Comparative transcriptomics reveals human-specific cortical features.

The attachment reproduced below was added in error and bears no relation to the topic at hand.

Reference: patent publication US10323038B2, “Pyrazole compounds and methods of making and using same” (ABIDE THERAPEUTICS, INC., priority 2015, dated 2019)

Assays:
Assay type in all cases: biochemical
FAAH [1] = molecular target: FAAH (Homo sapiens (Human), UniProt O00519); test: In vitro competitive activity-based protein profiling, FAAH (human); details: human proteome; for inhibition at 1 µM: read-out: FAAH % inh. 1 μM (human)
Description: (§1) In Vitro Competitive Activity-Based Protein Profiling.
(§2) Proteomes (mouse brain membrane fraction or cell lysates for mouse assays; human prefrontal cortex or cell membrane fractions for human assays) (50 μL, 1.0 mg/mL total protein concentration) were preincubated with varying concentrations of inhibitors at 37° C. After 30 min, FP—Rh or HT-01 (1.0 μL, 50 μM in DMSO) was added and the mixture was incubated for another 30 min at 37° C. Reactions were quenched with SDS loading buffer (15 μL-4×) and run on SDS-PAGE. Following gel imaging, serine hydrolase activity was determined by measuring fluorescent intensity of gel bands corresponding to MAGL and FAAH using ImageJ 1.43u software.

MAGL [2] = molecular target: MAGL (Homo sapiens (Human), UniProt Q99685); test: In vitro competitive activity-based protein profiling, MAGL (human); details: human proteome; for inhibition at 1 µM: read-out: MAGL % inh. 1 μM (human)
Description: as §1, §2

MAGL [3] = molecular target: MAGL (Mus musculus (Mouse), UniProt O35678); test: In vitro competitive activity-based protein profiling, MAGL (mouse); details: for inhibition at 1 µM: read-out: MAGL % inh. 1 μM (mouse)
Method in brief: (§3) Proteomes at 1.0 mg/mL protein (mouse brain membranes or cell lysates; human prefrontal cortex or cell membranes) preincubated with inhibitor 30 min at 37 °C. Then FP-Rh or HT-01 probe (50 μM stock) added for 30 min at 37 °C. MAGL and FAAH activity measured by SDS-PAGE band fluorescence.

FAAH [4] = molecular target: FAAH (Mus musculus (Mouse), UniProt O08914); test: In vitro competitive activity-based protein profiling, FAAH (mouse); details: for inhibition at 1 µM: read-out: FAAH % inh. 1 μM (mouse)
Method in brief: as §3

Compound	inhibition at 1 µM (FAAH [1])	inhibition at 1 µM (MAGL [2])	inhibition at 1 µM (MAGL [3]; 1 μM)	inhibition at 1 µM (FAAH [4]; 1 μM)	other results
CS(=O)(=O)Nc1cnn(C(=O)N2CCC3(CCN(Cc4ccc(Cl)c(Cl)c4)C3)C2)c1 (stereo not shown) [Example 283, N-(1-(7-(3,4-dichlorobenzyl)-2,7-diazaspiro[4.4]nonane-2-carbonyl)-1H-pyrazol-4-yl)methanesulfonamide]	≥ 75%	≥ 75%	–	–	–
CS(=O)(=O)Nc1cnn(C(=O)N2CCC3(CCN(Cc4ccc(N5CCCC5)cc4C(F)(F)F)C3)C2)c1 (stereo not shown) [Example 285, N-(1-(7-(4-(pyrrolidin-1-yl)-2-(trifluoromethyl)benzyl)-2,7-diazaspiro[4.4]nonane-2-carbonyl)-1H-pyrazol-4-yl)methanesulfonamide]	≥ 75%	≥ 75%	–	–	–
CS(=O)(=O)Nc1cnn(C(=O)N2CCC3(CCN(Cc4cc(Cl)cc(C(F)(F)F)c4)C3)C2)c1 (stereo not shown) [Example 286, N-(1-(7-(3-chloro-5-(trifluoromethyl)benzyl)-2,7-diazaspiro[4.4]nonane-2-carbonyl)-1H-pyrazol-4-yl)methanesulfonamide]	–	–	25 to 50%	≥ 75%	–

The cognitive abilities of humans are distinctive among primates, but their molecular and cellular substrates are poorly understood. We used comparative single-nucleus transcriptomics to analyze samples of the middle temporal gyrus (MTG) from adult humans, chimpanzees, gorillas, rhesus macaques, and common marmosets to understand human-specific features of the neocortex. Human, chimpanzee, and gorilla MTG showed highly similar cell-type composition and laminar organization as well as a large shift in proportions of deep-layer intratelencephalic-projecting neurons compared with macaque and marmoset MTG. Microglia, astrocytes, and oligodendrocytes had more-divergent expression across species compared with neurons or oligodendrocyte precursor cells, and neuronal expression diverged more rapidly on the human lineage. Only a few hundred genes showed human-specific patterning, suggesting that relatively few cellular and molecular changes distinctively define adult human cortical structure.